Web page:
Vitamin D metabolites alphacalcidol and calcitriol (D-hormones) have been investigated for two decades, but few and conflicting results are available from high-quality randomized controlled trials. Our objectives were to provide an evidence-based update quantitatively summarizing their efficacy on bone mineral density (BMD) and fracture rate. We performed a systematic research of any randomized controlled trial containing relevant data, peer review, data extraction and quality scoring blinded for authors and data sources, and comprehensive meta-analyses of the relevant data. Inclusion criteria were: randomized controlled study, calcitriol or alphacalcidol, BMD or fractures in healthy/osteopenic/osteoporotic patients exposed or not to corticosteroids (CS). Analyses were performed in a conservative fashion using professional dedicated softwares and stratified by outcome, target patients, study quality, and control-group type. Results were expressed as effect size (ES) for bone loss or relative risk (RR) for fracture while allocated to D-hormones vs control. Publication bias and robustness were investigated. Of the trials that were retrieved and subsequently reviewed, 17 papers fitted the inclusion criteria and were assessed. Quality scores ranged from 20 to 100%, the mean (standard deviation) being 72 (22)%. Calcitriol and alphacalcidol were found to have the same efficacy on all outcomes at p>0.13. We globally assessed D-hormones effects in preventing bone loss in patients not exposed to CS, and found positive effect: ES=0.39 (p<0.001). For lumbar spine, this particular effect was 0.43 (p<0.001). D-hormones significantly reduced the overall fracture rates: RR=0.52 (0.46; 0.59) and both vertebral and non-vertebral fractures: RR=0.53 (0.47; 0.60) and RR=0.34 (0.16; 0.71), respectively. No statistical difference in response was observed between results from studies on healthy and osteoporotic patients or depending on the fact that controls were allowed to calcium supplementation. Treatment with D-hormones was evaluated for maintaining spinal bone mass in five trials of patients with CS-induced osteoporosis, and provided ES=0.43 at p<0.001. Only two studies specifically addressed the effects of calcitriol on spinal fracture rate. None of them provided significant results, and the global RR did not reach the significance level as well: RR=0.33 (0.07; 1.51). Our data demonstrated efficacy for DH on bone loss and fracture prevention in patients not exposed to CS and on bone loss in patients exposed to CS, in the light of the most reliable scientific evidence. Their efficacy in reducing the number of fractures in patients exposed to CS remains to be determined. [less ▲]

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See detailEfficacy of anti-IL-1 treatment in familial Mediterranean fever: a systematic review of the literature.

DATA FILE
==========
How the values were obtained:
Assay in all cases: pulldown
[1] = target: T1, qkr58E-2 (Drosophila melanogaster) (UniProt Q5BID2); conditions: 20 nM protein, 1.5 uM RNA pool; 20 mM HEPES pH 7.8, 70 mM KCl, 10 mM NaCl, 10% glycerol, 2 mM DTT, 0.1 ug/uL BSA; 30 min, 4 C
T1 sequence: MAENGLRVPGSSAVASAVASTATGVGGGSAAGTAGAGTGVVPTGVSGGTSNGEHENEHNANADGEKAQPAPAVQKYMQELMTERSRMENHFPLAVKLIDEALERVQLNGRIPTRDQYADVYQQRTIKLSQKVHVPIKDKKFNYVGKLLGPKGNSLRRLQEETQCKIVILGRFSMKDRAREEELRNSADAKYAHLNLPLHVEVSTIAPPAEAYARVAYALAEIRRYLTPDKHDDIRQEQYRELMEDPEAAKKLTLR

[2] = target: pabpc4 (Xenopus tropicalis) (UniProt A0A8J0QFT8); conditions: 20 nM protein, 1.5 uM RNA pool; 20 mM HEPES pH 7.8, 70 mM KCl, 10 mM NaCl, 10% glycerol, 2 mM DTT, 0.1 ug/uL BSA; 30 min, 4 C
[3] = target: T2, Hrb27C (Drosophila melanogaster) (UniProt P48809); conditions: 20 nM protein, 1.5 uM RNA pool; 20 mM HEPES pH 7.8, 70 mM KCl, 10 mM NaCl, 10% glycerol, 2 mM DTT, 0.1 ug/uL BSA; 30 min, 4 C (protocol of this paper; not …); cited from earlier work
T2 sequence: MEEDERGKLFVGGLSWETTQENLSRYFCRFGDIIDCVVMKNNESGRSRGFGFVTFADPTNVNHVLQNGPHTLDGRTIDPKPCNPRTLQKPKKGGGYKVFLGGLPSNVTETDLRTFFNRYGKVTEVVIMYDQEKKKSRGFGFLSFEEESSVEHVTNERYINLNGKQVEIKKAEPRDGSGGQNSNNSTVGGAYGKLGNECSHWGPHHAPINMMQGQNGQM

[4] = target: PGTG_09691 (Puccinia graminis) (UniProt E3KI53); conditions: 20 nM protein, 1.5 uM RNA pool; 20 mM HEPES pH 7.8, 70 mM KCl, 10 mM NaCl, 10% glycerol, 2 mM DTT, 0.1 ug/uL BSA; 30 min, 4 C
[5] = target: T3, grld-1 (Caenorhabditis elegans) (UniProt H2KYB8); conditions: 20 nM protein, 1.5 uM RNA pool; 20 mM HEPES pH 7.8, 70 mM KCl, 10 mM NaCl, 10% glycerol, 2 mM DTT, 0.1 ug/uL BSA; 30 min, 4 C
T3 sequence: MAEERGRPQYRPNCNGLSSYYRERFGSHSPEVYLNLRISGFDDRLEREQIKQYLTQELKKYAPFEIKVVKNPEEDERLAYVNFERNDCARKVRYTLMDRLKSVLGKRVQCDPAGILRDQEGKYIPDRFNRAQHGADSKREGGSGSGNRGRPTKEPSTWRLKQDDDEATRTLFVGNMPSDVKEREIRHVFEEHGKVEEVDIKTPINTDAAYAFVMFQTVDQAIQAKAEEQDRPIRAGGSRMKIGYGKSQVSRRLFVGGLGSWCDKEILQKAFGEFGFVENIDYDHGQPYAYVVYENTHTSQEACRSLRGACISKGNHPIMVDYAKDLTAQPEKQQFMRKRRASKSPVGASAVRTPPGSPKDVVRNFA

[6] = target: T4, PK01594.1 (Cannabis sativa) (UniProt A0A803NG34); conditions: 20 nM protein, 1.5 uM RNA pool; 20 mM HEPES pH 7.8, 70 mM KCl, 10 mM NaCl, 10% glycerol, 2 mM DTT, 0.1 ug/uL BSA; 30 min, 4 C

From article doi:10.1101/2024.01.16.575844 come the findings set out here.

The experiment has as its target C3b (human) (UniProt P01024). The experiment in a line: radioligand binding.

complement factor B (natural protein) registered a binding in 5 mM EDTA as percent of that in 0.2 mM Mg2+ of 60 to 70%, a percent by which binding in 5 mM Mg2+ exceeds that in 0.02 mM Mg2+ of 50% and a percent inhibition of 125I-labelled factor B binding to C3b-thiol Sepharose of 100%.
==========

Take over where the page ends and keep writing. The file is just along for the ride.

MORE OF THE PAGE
van der Hilst, Jeroen Ch; Moutschen, Michel ULg; Messiaen, Peter E. et al

in Biologics: Targets & Therapy (2016), 10

INTRODUCTION: In 5%-10% of patients with familial Mediterranean fever (FMF), colchicine is not effective in preventing inflammatory attacks. Another 5%-10% of patients are intolerant to effective doses of ... [more ▼]

INTRODUCTION: In 5%-10% of patients with familial Mediterranean fever (FMF), colchicine is not effective in preventing inflammatory attacks. Another 5%-10% of patients are intolerant to effective doses of colchicine and experience serious side effects. Treatment with anti-interleukin-1 (IL-1) drugs may be an alternative for these patients, although it is not reimbursed for this indication in many countries. METHODS: We systematically searched PubMed, Web of Science, and Scopus for reports of anti-IL-1 treatment in FMF patients. RESULTS: Out of 284 potentially relevant articles, 27 eligible reports were identified and included in the data analysis. CONCLUSION: A complete response to therapy without a single attack during treatment was reported in 76.5% of patients on anakinra treatment and in 67.5% of patients during canakinumab treatment. In patients with established type AA amyloidosis, anti-IL-1 treatment can reverse proteinuria. Anti-IL-1 therapy seems to be a safe and effective alternative for patients with FMF who do not respond to or cannot tolerate colchicine. [less ▲]

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See detailEfficacy of Antisepsis Measures during Manual Milking on the Prevalence of Bacterial Mastitis at the Sahelian Experimental Station of Toukounous (Niger).
Issa Ibrahim, Abdoulkarim ULg; Bada-Alambedji, Rianatou; Duprez, Jean-Noël ULg et al

in African Journal of Microbiology Research (2015), 9(6), 348-354